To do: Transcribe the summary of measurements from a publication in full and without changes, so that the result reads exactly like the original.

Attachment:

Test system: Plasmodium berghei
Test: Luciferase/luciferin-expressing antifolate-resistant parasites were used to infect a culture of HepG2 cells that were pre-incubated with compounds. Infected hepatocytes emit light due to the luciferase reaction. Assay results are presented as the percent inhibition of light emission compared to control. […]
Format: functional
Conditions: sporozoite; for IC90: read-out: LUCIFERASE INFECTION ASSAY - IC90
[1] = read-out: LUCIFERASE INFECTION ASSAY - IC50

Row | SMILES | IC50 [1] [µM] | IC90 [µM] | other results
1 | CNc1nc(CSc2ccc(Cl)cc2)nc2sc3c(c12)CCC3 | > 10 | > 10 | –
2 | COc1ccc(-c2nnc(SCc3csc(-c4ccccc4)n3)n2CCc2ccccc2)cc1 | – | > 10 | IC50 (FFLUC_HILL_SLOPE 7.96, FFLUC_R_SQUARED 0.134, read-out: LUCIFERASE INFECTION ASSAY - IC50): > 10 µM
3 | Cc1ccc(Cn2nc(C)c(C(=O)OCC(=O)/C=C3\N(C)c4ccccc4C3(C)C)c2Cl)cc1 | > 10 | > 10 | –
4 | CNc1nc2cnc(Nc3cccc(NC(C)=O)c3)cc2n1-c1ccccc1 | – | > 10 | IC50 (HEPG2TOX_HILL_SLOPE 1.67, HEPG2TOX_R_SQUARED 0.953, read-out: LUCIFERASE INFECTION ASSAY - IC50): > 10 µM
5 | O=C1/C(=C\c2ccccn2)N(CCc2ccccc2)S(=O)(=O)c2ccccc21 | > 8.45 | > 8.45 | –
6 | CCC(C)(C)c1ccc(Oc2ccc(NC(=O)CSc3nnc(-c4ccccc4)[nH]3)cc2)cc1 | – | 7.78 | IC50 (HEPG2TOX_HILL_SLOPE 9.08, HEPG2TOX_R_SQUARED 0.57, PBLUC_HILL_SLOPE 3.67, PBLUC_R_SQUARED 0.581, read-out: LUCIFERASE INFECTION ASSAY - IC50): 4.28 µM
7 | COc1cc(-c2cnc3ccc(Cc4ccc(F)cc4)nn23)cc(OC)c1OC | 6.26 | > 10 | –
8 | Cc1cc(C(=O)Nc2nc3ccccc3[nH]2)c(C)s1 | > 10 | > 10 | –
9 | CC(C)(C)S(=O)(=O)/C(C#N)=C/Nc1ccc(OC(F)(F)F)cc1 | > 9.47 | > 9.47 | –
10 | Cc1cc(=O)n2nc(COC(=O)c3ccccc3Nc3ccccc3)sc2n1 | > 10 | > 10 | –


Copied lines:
Test system: Plasmodium berghei
Test: Luciferase/luciferin-expressing antifolate-resistant parasites were used to infect a culture of HepG2 cells that were pre-incubated with compounds. Infected hepatocytes emit light due to the luciferase reaction. Assay results are presented as the percent inhibition of light emission compared to control. […]
Format: functional
Conditions: sporozoite; for IC90: read-out: LUCIFERASE INFECTION ASSAY - IC90
[1] = read-out: LUCIFERASE INFECTION ASSAY - IC50

Row | SMILES | IC50 [1] [µM] | IC90 [µM] | other results
1 | CNc1nc(CSc2ccc(Cl)cc2)nc2sc3c(c12)CCC3 | > 10 | > 10 | –
2 | COc1ccc(-c2nnc(SCc3csc(-c4ccccc4)n3)n2CCc2ccccc2)cc1 | – | > 10 | IC50 (FFLUC_HILL_SLOPE 7.96, FFLUC_R_SQUARED 0.134, read-out: LUCIFERASE INFECTION ASSAY - IC50): > 10 µM
3 | Cc1ccc(Cn2nc(C)c(C(=O)OCC(=O)/C=C3\N(C)c4ccccc4C3(C)C)c2Cl)cc1 | > 10 | > 10 | –
4 | CNc1nc2cnc(Nc3cccc(NC(C)=O)c3)cc2n1-c1ccccc1 | – | > 10 | IC50 (HEPG2TOX_HILL_SLOPE 1.67, HEPG2TOX_R_SQUARED 0.953, read-out: LUCIFERASE INFECTION ASSAY - IC50): > 10 µM
5 | O=C1/C(=C\c2ccccn2)N(CCc2ccccc2)S(=O)(=O)c2ccccc21 | > 8.45 | > 8.45 | –
6 | CCC(C)(C)c1ccc(Oc2ccc(NC(=O)CSc3nnc(-c4ccccc4)[nH]3)cc2)cc1 | – | 7.78 | IC50 (HEPG2TOX_HILL_SLOPE 9.08, HEPG2TOX_R_SQUARED 0.57, PBLUC_HILL_SLOPE 3.67, PBLUC_R_SQUARED 0.581, read-out: LUCIFERASE INFECTION ASSAY - IC50): 4.28 µM
7 | COc1cc(-c2cnc3ccc(Cc4ccc(F)cc4)nn23)cc(OC)c1OC | 6.26 | > 10 | –
8 | Cc1cc(C(=O)Nc2nc3ccccc3[nH]2)c(C)s1 | > 10 | > 10 | –
9 | CC(C)(C)S(=O)(=O)/C(C#N)=C/Nc1ccc(OC(F)(F)F)cc1 | > 9.47 | > 9.47 | –
10 | Cc1cc(=O)n2nc(COC(=O)c3ccccc3Nc3ccccc3)sc2n1 | > 10 | > 10 | –